BBVA is also experimenting with other, innovative AI models to detect and prevent fraud, as Renero explains: “We explore deep learning models to treat the landscape of movements and transactions of a specific customer as if they were images – things that the neural network is able to consider, or to model more effectively. Customer behaviour is roughly predictable. So we consider every transaction movement and event like a time series – we can say there is a given likelihood that something will happen in a given period of time.

“So, instead of detecting fraudulent events, we work on what is the normal behaviour and try to identify those things that we are not able to predict. Whatever is outside of that expected behaviour is what we call relevant fact. It’s relevant because we couldn’t predict it. That is something that we flag to the customer, or communicate to the bank to take a look.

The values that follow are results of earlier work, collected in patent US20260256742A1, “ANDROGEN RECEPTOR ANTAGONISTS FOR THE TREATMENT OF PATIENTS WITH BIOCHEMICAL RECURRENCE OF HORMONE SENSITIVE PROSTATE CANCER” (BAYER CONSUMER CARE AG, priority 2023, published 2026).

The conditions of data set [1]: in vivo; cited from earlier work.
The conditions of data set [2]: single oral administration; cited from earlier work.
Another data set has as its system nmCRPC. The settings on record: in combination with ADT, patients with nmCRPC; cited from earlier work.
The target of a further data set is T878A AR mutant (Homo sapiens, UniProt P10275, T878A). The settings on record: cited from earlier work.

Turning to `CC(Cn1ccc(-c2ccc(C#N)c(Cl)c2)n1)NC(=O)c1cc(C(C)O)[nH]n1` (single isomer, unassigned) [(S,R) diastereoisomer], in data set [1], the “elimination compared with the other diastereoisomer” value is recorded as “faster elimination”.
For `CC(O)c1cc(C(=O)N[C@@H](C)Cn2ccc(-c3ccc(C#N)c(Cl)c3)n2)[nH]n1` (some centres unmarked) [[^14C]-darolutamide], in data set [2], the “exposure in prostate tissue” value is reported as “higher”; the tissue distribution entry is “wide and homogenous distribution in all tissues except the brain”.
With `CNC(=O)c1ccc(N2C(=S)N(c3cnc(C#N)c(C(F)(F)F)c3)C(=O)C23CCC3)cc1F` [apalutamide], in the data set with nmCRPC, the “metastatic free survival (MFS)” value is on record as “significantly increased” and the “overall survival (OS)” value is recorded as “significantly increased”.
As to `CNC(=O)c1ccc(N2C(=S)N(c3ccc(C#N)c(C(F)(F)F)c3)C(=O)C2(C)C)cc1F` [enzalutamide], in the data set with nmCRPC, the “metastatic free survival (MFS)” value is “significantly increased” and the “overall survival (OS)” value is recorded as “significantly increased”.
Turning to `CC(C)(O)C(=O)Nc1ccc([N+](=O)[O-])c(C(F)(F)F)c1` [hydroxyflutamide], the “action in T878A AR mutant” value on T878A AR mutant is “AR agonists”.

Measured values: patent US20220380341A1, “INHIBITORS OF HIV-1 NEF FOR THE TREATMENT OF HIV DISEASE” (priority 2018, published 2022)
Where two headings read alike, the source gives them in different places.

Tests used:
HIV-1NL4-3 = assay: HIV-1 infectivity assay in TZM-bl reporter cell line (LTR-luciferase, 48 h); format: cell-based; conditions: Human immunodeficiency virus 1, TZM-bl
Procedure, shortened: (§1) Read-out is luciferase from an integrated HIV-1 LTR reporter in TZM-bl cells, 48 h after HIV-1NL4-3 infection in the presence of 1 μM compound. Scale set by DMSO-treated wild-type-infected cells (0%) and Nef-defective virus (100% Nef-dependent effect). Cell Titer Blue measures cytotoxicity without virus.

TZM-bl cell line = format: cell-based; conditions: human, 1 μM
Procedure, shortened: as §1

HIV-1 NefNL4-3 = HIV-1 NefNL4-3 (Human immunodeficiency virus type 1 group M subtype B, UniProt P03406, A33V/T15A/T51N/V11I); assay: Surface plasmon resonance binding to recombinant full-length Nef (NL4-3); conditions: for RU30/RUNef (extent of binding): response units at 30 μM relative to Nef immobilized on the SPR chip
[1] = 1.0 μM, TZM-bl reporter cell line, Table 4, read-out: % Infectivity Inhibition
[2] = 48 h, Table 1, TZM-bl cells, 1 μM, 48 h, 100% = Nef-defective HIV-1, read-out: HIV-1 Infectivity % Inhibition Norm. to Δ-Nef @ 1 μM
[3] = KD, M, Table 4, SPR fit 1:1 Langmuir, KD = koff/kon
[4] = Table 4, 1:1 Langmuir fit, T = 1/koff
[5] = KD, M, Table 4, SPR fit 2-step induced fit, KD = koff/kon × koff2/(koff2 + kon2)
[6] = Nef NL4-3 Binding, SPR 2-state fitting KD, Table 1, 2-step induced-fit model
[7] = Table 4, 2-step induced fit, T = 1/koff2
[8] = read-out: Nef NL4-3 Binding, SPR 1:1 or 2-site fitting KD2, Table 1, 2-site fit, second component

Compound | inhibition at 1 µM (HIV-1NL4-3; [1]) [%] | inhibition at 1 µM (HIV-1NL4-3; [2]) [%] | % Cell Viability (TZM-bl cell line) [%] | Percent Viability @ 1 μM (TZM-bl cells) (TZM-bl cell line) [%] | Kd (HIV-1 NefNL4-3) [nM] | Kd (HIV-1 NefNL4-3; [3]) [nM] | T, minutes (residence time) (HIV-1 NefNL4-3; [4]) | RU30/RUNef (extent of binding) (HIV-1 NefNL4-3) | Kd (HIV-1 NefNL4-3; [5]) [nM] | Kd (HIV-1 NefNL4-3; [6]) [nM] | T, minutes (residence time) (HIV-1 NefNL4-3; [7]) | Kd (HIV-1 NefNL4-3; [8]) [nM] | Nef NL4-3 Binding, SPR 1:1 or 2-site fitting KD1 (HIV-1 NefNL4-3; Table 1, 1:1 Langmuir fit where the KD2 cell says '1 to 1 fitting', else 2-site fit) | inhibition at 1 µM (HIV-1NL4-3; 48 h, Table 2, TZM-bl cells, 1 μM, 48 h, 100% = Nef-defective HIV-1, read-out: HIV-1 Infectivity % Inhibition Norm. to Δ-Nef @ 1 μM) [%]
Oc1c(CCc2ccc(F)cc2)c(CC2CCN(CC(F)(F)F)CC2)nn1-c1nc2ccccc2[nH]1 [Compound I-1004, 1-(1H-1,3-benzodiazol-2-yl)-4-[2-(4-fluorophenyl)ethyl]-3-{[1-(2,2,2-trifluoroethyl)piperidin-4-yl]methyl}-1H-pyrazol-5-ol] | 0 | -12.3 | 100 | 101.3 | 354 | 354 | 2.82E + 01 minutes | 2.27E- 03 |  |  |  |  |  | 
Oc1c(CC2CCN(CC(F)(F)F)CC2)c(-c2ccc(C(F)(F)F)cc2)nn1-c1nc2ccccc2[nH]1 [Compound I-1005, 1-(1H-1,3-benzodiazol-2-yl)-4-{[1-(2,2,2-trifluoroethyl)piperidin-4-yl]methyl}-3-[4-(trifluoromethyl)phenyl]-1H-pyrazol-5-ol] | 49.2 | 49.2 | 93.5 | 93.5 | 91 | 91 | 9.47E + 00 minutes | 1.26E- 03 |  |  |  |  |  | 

“That is one area where I think that we are experimenting successfully on how to improve the current rates of detection.”

BBVA prides itself on following a mantra of ‘smart and responsible use of data’. Underscoring that ethos, Renero says that all the AI models it develops go through a peer review process to assess the impact on people’s lives and are subjected to explainability and interpretability studies.

It will be interesting to see how that develops in relation to generative AI. Early this year, the bank struck a deal with Amazon Web Services to use the global platform’s Cloud-based machine learning and analytics at the very heart of its data strategy.

Renero says there is ‘tremendous potential’ for generative AI, but also cautions that the technology is not yet fully mature.

“We believe that the technology is useful, and we need to explore that – we are working on understanding its full potential. Ultimately, we believe that, in three years’ time, a significant number of models in our portfolio will be based on large language models.


 

This article was published in The Fintech Magazine Issue 29, Page 21-22